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# Faculty Seminar

Randomness is an essential resource in computer science. In most applications perfect, and sometimes private, randomness is needed, while it is not even clear that such a resource exists. It is well known that the tools of classical computer science do not allow us to create perfect randomness from a single weak source of randomness - a fact that initiated the study of special functions called randomness extractors.

The first part of the talk will be focused on the performance of randomness extractors in the presence of a quantum adversary and present a new model for two-source extractors, termed the quantum Markov model.

In the second part of the talk I will describe a task called "randomness amplification and privatization", where a single and public Santha-Vazirani source of randomness is being transformed into uniform and private randomness - a cryptographic task that cannot be accomplished using the tools of classical computer science. I will then present a protocol that builds on the extractors discussed in the first part of the talk and explain the main ingredients of its security proof.

Zoom meeting : https://weizmann.zoom.us/j/99368552173

Parameterized Anaylsis leads both to deeper understanding of intractability results and to practical solutions for many NP-hard problems. Informally speaking, Parameterized Analysis is a mathematical paradigm to answer the following fundamental question: What makes an NP-hard problem hard? Specifically, how do different parameters (being formal quantifications of structure) of an NP-hard problem relate to its inherent difficulty? Can we exploit these relations algorithmically, and to which extent? Over the past three decades, Parameterized Analysis has grown to be a mature field of outstandingly broad scope with significant impact from both theoretical and practical perspectives on computation.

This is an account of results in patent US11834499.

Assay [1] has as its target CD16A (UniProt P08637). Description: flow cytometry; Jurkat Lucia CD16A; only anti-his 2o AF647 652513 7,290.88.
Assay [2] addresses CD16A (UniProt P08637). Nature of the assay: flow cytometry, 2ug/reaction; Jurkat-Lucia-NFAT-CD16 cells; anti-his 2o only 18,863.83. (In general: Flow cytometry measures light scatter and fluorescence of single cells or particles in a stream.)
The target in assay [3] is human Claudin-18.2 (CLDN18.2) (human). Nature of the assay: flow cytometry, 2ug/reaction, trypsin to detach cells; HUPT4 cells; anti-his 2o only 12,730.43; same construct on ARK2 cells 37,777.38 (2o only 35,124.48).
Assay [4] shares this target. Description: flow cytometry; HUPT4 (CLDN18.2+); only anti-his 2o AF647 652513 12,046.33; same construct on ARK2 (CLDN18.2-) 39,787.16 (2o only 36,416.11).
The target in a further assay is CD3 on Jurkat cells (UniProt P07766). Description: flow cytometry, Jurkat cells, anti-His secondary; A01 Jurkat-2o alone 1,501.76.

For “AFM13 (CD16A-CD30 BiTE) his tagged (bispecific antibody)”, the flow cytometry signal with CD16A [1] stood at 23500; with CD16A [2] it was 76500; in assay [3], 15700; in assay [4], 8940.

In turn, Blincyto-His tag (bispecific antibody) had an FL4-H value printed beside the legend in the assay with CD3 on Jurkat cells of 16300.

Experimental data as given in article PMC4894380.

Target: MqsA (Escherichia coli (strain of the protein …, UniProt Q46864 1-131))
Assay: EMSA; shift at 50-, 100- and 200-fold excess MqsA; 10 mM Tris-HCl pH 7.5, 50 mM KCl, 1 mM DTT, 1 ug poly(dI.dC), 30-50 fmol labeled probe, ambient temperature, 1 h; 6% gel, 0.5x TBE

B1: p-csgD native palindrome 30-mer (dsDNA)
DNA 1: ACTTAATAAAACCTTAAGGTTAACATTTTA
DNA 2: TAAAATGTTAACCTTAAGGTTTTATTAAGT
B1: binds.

In this talk, I will first give a brief introduction of the field of Parameterized Analysis. Then, I will discuss some recent work in this field, where I mainly address (i) problems at the core of this field, rooted at Graph Minors and Graph Modification Problems, and (ii) applications of tools developed in (i) in particular, and of parameterized analysis in general, to Computational Geometry and Computational Social Choice. Additionally, I will zoom into a specific result, namely, the first single-exponential time parameterized algorithm for the Disjoint Paths problem on planar graphs. An efficient algorithm for the Disjoint Paths problem in general, and on "almost planar" graphs in particular, is a critical part in the quest for the establishment of an Efficient Graph Minors Theory. As the Graph Minors Theory is the origin of Parameterized Analysis and ubiquitous in the design of parameterized algorithms, making this theory efficient is a holy grail in the field.